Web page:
To apply for disability benefits, you must complete an application for Social Security Benefits and the Disability Report. You can complete the documents online if you:

    • Are 18 years old or older.
    • Are not currently receiving benefits on your own Social Security record.
    • Are unable to work because of a medical condition expected to last at least 12 months or result in death.
    • Have not been denied disability benefits in the last 60 days. 

    Those who cannot apply online can schedule an appointment at a their local Social Security office. 

    Once you have applied, the SSA first reviews the application to determine if the basic eligibility requirements of eligibility are met. Eligible applications are then forwarded to Pennsylvania’s Bureau of Disability Determination (BDD) to determine medical eligibility under Social Security law. 

    The BDD requests and reviews information from the applicant’s doctors, hospitals, and medical providers, including:

    • Nature of medical condition.
    • When the condition began.
    • Limitations due to the medical condition.
    • The outcome of medical tests.
    • Treatments you have received and outcomes.

    The BDD may also ask medical providers about your ability to walk, sit, lift, carry, and remember instructions. If additional information is needed, the BDD will schedule a consultative examination at no cost to you. The BDD makes its decision on whether to approve or deny your application. 

    What if My Benefits Are Denied?

    If your disability claim is denied, you have 60 days to file for Reconsideration. This can be done online or at the local Social Security Office. Once the reconsideration is received, the file will be assigned again to BDD but a new adjudicator will be in charge. They will review the matter again and make a decision within 90-180 days. 

    If BDD denies your reconsideration, you can appeal the decision and ask for reconsideration hearing before an Administrative Law Judge. You must request it in writing or online within 60 days.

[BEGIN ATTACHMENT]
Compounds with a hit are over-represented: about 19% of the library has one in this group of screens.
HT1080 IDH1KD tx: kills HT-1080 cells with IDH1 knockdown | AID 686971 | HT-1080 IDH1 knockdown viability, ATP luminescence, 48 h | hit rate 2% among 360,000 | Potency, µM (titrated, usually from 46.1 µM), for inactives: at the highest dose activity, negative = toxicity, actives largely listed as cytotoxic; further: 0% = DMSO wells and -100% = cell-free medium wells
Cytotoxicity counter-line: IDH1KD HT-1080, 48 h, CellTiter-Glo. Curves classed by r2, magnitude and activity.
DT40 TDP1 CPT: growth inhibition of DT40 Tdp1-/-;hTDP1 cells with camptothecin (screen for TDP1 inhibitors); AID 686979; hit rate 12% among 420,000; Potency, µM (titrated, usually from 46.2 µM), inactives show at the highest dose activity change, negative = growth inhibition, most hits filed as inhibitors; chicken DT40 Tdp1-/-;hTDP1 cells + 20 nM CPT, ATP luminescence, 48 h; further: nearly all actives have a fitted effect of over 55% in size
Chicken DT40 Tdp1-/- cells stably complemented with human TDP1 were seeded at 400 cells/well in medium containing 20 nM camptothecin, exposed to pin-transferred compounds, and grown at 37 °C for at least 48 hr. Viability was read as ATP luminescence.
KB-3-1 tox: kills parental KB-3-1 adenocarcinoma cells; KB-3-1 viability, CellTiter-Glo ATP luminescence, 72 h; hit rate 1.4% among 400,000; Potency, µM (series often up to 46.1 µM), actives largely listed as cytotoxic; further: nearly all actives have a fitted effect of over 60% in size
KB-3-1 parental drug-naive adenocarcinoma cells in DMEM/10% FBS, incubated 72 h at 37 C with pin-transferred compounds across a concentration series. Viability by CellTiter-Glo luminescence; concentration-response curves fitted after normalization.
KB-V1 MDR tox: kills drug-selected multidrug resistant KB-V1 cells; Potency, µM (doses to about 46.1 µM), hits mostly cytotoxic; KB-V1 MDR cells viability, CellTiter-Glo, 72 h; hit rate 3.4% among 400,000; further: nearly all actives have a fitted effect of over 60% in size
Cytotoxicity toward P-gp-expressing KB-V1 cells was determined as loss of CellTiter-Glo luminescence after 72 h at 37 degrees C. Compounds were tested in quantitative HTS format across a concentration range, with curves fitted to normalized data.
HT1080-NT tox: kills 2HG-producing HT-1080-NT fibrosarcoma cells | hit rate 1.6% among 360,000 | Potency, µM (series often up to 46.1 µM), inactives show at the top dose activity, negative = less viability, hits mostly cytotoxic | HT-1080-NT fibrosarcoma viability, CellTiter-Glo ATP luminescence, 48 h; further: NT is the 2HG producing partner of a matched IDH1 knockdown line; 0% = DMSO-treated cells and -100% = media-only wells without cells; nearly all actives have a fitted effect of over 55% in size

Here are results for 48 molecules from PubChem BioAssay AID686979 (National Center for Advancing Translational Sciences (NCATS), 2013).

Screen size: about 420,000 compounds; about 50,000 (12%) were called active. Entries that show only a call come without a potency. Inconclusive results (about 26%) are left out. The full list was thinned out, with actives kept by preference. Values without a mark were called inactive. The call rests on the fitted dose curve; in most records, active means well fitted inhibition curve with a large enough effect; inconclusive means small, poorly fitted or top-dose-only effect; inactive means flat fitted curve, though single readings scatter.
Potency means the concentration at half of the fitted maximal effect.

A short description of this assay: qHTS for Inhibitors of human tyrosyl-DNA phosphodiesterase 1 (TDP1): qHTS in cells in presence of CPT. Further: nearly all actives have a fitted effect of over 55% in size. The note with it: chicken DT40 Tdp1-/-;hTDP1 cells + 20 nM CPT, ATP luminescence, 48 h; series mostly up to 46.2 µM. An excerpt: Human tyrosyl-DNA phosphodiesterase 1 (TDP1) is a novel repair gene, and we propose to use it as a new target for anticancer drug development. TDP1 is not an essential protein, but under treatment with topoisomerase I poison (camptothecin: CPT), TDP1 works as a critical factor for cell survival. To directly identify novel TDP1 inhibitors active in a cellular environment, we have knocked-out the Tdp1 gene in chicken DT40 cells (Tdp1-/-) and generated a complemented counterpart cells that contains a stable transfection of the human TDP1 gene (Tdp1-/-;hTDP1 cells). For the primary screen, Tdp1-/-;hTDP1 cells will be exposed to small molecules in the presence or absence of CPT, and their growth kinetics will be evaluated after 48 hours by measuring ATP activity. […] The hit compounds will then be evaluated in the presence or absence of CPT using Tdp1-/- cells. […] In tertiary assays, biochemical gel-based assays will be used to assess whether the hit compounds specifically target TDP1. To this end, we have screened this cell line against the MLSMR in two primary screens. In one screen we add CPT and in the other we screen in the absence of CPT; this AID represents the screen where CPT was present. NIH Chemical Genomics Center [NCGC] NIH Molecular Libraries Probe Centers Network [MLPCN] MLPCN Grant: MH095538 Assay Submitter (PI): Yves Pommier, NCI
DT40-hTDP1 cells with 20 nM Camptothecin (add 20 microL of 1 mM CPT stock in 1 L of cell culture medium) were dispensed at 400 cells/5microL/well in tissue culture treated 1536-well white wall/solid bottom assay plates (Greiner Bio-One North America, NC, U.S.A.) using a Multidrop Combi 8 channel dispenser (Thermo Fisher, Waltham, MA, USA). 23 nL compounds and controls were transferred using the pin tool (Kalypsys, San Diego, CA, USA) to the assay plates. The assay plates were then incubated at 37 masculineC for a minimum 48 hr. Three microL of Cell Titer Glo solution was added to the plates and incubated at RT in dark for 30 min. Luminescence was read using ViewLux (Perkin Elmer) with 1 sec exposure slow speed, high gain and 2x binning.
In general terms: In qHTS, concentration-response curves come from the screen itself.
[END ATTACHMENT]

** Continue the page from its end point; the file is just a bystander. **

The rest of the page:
Once your appeal is received, a hearing will be scheduled for you. An Administrative Law Judge (ALJ) will hear your case. It may take a year before a judge can hear to your case due to backlogs. 

    Before appealing a denial, it may be good to consult with a lawyer experienced with SSDI claims. They can ensure that your appeal is submitted correctly and thoroughly. As you wait for your hearing, they can also help you prepare for your testimony before a judge. They know the process, the problems, and the pitfalls. They can be a valuable resource. 

    If a judge rules against you, there are still options. A disabled person, in many cases, can ask the Appeals Council to reconsider the judge’s decision. Your lawyer will need to provide legal reasons why the judge’s decision was invalid or unfair under Social Security or precedent law. 

    Galfand Berger Icon If the Appeals Council rules against you, your final recourse is to file a lawsuit in the federal district court.

    Philadelphia Social Security Disability Lawyers at Galfand Berger LLP Can Help if You Are Disabled and Can No Longer Work

    Our Philadelphia Social Security Disability lawyers at Galfand Berger LLP advocate for those who can no longer work due to permanent injury or illness. If this is you or a loved one, we are happy to answer any questions and review your case. Call us at 800-222-USWA (8792) or complete our online form to schedule a free consultation. Located in Philadelphia, Bethlehem, Lancaster, and Reading, Pennsylvania, we serve clients throughout New Jersey and Pennsylvania, including Allentown and Harrisburg.